Adrian Lahoud: Rights of Future Generations
Climate change is the most urgent challenge facing humanity today. At its most fundamental level, climate change is the consequence of societies that have learned to apprehend the world in the most fatal and reductive of terms, as nothing more than a resource to be exploited. The dominance of this perspective already leads many beings to exhaustion, soon it will lead them all to extinction.
What processes have brought the world to this point? How is it, that a single perspective has come to dominate all others?
Rights of Future Generations questions how inheritance, legacy, and the state of the environment are passed from one generation to the next, how present decisions have long-term intergenerational consequences, and how other expressions of co-existence, including indigenous ones, might challenge dominant Western perspectives.
Dr Adrian Lahoud is Dean of the School of Architecture at the Royal College of Art London. Prior to his current role, he was director of the MA at the Centre for Research Architecture Goldsmiths University and a research fellow in the Forensic Architecture ERC project, studio master in the Projective Cities MPhil in Architecture and Urban Design at the Architectural Association and director of the MArch Urban Design, Bartlett UCL.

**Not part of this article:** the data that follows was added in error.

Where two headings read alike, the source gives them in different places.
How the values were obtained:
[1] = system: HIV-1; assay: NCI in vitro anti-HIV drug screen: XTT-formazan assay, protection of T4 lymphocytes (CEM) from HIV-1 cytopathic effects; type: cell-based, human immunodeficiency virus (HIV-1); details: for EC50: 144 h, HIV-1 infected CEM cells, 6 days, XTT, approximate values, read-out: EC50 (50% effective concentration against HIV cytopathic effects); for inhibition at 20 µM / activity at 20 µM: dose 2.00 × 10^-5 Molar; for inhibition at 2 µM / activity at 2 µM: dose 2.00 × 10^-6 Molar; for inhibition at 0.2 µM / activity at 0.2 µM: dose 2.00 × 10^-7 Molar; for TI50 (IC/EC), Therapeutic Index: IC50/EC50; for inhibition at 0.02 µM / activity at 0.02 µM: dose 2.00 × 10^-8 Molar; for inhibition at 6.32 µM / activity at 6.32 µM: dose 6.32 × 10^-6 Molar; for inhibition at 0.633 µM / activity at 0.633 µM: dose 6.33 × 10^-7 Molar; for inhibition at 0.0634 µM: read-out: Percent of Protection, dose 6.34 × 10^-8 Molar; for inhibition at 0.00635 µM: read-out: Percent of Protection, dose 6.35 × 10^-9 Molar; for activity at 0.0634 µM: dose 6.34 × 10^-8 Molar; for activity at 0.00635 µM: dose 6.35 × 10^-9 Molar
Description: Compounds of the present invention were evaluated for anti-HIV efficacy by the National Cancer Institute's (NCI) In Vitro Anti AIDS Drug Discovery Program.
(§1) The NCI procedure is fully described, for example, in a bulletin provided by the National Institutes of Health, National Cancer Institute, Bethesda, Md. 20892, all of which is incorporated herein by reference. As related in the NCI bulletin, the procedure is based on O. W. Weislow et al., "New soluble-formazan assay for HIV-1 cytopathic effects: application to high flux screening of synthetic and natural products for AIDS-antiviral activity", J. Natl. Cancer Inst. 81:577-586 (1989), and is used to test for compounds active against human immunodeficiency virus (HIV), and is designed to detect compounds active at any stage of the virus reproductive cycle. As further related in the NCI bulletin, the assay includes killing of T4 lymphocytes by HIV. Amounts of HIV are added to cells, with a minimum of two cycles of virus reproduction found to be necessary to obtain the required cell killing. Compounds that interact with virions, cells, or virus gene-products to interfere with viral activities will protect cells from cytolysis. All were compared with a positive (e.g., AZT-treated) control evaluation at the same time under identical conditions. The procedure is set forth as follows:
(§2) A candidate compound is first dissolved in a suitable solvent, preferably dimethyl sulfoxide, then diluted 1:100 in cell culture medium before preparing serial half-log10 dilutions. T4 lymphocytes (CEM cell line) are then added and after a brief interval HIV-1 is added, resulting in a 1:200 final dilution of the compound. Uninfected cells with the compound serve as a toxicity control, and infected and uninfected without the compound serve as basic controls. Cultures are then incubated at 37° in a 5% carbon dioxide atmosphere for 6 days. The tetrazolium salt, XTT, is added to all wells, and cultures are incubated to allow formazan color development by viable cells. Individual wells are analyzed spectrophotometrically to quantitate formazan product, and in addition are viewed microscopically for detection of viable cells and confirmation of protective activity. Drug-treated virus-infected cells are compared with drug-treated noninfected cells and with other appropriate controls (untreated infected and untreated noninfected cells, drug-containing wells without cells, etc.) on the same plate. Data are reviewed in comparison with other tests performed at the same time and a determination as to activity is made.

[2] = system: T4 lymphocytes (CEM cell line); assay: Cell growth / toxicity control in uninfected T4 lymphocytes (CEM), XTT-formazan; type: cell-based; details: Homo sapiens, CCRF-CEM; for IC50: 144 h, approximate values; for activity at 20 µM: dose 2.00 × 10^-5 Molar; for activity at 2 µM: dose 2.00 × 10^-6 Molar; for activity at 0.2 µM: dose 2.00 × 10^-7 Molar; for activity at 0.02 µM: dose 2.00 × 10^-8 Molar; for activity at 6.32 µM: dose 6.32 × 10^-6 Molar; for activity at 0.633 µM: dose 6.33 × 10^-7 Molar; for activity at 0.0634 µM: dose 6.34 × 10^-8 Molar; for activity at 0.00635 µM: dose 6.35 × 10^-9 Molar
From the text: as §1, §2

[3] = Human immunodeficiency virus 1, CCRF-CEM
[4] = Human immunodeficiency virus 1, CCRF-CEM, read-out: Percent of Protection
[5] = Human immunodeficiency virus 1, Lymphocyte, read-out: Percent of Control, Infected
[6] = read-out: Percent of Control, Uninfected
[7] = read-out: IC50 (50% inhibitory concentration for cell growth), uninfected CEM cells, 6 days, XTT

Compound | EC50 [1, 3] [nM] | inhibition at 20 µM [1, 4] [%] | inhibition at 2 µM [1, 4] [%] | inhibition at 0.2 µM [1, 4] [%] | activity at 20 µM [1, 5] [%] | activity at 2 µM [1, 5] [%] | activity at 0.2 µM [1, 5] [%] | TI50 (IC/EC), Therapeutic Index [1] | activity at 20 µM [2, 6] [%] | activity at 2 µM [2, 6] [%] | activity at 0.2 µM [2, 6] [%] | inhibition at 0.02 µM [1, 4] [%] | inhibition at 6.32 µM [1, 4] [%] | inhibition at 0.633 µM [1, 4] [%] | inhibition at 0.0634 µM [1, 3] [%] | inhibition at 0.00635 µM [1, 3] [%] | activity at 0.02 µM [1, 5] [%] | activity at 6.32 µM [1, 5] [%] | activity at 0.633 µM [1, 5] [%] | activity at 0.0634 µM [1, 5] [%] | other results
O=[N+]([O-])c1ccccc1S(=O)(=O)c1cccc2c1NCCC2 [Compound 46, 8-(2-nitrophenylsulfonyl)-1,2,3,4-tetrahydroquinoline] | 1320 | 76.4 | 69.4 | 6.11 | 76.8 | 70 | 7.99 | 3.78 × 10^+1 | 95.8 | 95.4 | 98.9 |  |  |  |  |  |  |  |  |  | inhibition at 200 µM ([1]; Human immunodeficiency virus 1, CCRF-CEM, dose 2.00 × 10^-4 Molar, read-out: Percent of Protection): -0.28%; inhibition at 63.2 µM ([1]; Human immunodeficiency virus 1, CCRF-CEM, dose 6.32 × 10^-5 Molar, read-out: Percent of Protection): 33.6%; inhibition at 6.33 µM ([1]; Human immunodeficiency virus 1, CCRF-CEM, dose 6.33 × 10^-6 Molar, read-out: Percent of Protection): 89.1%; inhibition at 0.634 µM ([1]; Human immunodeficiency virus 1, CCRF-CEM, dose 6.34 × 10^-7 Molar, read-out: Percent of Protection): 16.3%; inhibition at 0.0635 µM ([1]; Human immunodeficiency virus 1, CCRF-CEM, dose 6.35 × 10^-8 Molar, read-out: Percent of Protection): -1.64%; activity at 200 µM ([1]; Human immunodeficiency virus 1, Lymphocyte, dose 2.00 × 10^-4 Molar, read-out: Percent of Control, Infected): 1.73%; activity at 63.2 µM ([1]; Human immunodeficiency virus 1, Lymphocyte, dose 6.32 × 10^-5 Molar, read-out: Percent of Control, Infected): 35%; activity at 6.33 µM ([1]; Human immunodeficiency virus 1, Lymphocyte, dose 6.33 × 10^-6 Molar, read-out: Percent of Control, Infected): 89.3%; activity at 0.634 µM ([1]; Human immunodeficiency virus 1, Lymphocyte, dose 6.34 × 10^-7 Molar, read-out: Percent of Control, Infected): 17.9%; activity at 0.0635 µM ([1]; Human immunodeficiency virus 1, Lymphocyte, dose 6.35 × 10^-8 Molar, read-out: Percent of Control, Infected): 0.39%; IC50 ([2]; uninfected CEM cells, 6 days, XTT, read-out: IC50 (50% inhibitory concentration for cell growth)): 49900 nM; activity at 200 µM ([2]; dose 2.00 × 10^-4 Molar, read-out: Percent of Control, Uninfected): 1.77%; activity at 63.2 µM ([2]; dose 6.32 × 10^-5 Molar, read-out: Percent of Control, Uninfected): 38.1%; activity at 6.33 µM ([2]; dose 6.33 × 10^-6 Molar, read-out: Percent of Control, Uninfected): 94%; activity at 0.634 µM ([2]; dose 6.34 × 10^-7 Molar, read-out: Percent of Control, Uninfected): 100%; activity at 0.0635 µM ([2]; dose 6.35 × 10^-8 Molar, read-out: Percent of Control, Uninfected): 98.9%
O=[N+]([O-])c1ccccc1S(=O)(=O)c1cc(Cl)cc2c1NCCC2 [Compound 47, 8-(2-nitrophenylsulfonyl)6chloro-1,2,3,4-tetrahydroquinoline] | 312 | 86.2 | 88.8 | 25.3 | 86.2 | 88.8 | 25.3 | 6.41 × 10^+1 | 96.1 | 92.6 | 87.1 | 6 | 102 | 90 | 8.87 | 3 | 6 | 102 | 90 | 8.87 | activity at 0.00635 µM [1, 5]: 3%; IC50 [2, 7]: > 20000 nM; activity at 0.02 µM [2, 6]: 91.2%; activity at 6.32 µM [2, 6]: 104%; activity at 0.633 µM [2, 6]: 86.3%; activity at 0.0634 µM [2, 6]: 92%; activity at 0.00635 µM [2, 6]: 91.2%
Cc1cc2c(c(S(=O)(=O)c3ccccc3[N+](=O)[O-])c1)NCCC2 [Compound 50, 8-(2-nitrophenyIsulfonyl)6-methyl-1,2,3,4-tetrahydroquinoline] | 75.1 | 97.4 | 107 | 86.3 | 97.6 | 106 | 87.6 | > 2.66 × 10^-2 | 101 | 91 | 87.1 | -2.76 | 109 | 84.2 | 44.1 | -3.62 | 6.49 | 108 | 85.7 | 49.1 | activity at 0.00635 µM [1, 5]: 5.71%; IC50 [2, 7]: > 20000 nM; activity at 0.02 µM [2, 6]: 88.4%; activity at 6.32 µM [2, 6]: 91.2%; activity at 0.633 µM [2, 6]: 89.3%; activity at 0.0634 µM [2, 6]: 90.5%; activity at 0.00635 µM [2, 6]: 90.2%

Lahoud’s PhD, titled The Problem of Scale: The City, the Territory, the Planetary, sets out a theory of scale drawn from architectural practice in the context of emancipatory struggles.
Recent exhibits include Climate Crimes at The Future Starts Here, V&A Museum, London; The Shape of the Eclipse at Let’s Talk about the Weather: Art and Ecology in a Time of Crisis, Guangdong Times Museum, Guangzhou & Sursock Museum, Beirut; Secular Cosmologies in After Belonging at Oslo Architecture Triennial; and Floating Bodies at Forensis: The Architecture of Public Truth, Haus der Kulturen der Welt, Berlin. He has also contributed to Haus der Kulturen der Welt’s Anthropocene Curriculum and Technosphere projects.
Lahoud is the inaugural curator of the Sharjah Architecture Triennial to be held in November 2019.
Part of the BE–150: celebrating built environments education at the University of Melbourne 2019 program.
Image credit: Climate Crimes Victoria & Albert Museum London, Adrian Lahoud